Where Do Puppies Come From?

Where Do Dogs Come From

Where Do Puppies Come From?

Thinking about getting a puppy is super exciting but takes a lot of planning. It should not be an impulse decision. After deciding what kind of puppy will be best for your family and lifestyle, your next decision is where you should get the puppy from. There are a handful of places where puppies come from, but be warned – not all are happy places.

(Backyard) Breeders

This term is used for someone who breeds one or two litters but doesn’t do it consistently. Usually, they are average pet parents who have a dog they really love and think they can make some extra income. While most of these people have good intentions, they are typically not very knowledgeable in what it takes to breed and raise very small puppies. In turn, puppies go home too early, may be unvaccinated or have some temperament or health issues because there was no careful selection of mom and dad.

A lot of buyers are drawn to these “breeders” because they offer a pure-bred puppy with a smaller price tag. These puppies are usually listed on Craigslist, Facebook groups or in the classifieds.


A legitimate breeder is someone who dedicates a lot of time, energy and research into one or two breeds. They usually own both parents and know the lineage back a few generations. This helps them determine which dogs they should pair together to get the healthiest puppies with the best temperaments. These breeders should be very knowledgeable in the breed and what it takes to care for small puppies. They will make buyers sign contracts stating that if they can no longer care for the dog, it will be returned to the breeder.

Breeders usually have websites, will allow you to visit the puppies before they go home, and meet at least the mother. These little balls of fur also come with pretty big price tags depending on the breed.

Puppy Stores and Puppy Mills

I lumped these two together because if you are buying from a puppy store, that puppy first came from a puppy mill. Don’t be fooled by what the store employees say. Some states have passed legislation that requires only rescued pets to be sold through puppy stores but unfortunately, that is not the case in Texas.

Just like the pet stores say, puppy mills will market themselves as responsible breeders, but these places are what puppy nightmares are made of. Mothers are used over and over and over again for breeding usually with not enough time in between litters and when she is unable to breed anymore, she is sold, let loose or killed. The mothers and their puppies are left in overcrowded, very small crates where they lay in their own urine and feces. They spend their lives walking on hard wire surfaces and never touch the ground. Harsh and overcrowded environments, and inbreeding lead to physical deformities and poor long-term and short-term health.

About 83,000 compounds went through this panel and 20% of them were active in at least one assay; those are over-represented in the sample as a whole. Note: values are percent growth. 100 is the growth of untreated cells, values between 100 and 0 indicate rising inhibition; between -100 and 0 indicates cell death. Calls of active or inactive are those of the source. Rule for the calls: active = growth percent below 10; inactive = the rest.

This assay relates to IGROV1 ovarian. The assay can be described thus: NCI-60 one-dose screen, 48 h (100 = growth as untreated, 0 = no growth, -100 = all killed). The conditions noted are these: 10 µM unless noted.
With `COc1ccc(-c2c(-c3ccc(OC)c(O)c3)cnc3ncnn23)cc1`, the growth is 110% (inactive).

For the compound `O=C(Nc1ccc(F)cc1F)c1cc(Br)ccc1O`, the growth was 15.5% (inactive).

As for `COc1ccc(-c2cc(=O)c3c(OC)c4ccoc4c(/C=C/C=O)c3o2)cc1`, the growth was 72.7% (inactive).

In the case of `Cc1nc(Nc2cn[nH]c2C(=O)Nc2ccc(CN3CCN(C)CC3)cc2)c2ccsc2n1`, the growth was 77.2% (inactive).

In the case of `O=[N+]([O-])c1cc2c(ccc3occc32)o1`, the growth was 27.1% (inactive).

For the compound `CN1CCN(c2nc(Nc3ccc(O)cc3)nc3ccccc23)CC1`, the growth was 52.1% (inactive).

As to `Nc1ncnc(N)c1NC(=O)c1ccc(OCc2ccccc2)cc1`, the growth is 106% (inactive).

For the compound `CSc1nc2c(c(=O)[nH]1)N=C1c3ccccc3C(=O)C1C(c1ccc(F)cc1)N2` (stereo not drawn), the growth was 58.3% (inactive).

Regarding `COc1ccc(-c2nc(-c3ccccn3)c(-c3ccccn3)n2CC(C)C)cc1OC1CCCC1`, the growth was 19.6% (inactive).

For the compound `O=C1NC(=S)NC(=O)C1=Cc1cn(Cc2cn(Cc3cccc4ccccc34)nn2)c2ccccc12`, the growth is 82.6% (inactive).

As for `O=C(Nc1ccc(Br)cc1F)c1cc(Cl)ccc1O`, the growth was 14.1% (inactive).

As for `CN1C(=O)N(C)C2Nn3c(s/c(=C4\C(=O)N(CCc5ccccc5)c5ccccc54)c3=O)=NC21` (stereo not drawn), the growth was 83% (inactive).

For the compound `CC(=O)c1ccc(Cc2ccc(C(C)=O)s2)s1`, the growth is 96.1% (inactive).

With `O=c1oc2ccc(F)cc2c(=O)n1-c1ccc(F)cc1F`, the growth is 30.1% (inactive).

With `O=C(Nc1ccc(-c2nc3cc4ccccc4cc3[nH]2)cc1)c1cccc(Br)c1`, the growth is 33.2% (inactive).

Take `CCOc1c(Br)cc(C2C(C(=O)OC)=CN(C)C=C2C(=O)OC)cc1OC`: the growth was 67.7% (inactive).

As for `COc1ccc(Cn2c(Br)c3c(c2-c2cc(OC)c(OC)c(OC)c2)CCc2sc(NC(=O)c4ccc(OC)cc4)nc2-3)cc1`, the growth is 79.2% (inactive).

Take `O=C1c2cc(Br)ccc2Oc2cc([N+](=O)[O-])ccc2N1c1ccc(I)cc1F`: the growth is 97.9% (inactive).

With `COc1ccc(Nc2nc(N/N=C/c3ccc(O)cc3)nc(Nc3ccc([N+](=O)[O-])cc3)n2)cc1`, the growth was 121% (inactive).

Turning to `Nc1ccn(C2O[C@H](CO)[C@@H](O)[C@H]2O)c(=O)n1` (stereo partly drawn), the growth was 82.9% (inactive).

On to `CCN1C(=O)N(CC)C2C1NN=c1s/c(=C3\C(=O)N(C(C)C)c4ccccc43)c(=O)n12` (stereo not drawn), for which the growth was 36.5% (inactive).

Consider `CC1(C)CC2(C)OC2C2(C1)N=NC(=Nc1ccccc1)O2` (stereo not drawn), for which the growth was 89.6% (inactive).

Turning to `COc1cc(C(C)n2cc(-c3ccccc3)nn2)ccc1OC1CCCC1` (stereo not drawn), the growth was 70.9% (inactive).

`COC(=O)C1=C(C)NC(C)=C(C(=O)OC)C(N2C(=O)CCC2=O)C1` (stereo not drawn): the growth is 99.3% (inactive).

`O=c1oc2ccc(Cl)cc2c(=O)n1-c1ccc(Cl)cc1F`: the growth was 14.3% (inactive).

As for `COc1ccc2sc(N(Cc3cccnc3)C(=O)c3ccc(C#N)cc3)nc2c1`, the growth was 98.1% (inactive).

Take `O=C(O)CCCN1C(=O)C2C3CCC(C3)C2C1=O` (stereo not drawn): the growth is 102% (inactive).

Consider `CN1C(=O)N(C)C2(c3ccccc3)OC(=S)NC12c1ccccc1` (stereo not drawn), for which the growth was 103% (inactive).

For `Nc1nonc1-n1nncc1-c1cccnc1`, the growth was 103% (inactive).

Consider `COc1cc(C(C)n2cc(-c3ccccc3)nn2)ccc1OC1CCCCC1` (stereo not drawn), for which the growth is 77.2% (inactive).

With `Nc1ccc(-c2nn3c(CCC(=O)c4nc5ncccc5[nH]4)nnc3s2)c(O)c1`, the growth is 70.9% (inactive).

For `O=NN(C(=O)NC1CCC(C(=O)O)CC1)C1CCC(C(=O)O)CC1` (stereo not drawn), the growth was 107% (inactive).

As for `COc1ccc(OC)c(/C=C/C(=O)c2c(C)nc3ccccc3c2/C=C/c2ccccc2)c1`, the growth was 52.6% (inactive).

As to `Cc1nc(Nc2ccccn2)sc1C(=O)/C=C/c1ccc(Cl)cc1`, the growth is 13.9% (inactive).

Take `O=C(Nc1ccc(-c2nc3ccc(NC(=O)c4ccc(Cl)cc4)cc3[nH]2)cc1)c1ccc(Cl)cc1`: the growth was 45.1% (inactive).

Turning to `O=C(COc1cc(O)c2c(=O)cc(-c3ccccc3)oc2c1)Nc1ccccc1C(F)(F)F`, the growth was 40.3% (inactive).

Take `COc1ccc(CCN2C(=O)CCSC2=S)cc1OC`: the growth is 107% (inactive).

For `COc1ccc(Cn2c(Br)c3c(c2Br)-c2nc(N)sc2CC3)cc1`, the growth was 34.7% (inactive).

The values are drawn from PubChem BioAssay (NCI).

For more info and a map of Texas puppy mills, visit

Rescue Organizations and Shelters

There are plenty of city and private shelters that offer pets of many breeds, species and ages. There are indeed some pure-bred dogs available; there are even rescues dedicated to specific breeds. A little bit of looking and research can yield the best furry friend of your dreams. Rescuing a pet not only saves that one pet, but allows for other pets to be saved as the adoption opens a space in the organization.

So how do you know what you’re getting yourself into?

When looking at breeders, do some thorough research and ask LOTS of questions.

  • Ask about the breeder- How long have they been breeding? How many litters have they produced? What is their experience with this breed?
  • Ask about the parents- Why were they picked to breed? Do they have a great/friendly temperament? Do they have health issues?
  • Ask about the puppies- What is the socialization process like before they come home? How old are they when they come home (they should be no younger than 8 weeks)? Will they have received vaccinations (they should receive at least one set)? Where do the vaccinations come from (they should come from a vet, not given by the breeder)?
  • Ask about the process- Have past litters ever had a problem with illnesses, physical health, or temperament? Do they have a refund or warranty policy? Have puppies ever been returned and if so, why? Can you visit the facility and meet the parents and puppies first (the answer should be yes! If not, that’s a HUGE red flag. You should at least be able to see the facility)? Is there a deposit required?

Lastly, look them up on social media or see if they have a website.

When looking at rescuing, you can ask all the volunteers and staff about their experiences with the dog you’re interested in. Be sure to spend some time with the pet before making a decision. Ask about where the pet came from, or how he ended up in the shelter. Was he found on the street or owner surrendered? While a lot of pets may have a big question mark as a history, the more information you can gather, the better. And lastly, note that it may take some time for a new pet to get completely comfortable in their new surroundings. Their true colors and personality can take anywhere from a couple weeks to months to emerge.

My advice

Always avoid puppy stores, puppy mills and backyard breeders.  You will most likely save yourself some money and some heartache and we need to end the cycle. Hopefully Texas will soon pass a law regulating these types of practices. Now this is where I may get in trouble with some of you. I don’t care where a puppy comes from, as long as the source is responsible, like a true breeder or a rescue or shelter. All that matters in the end is the kind of life and love you give your puppy. Know that you are making a big decision that will last 10 (or more!) years. You are making a commitment to the little life you bring into your home. So be a good pet parent and love that little ball of fur with all you have.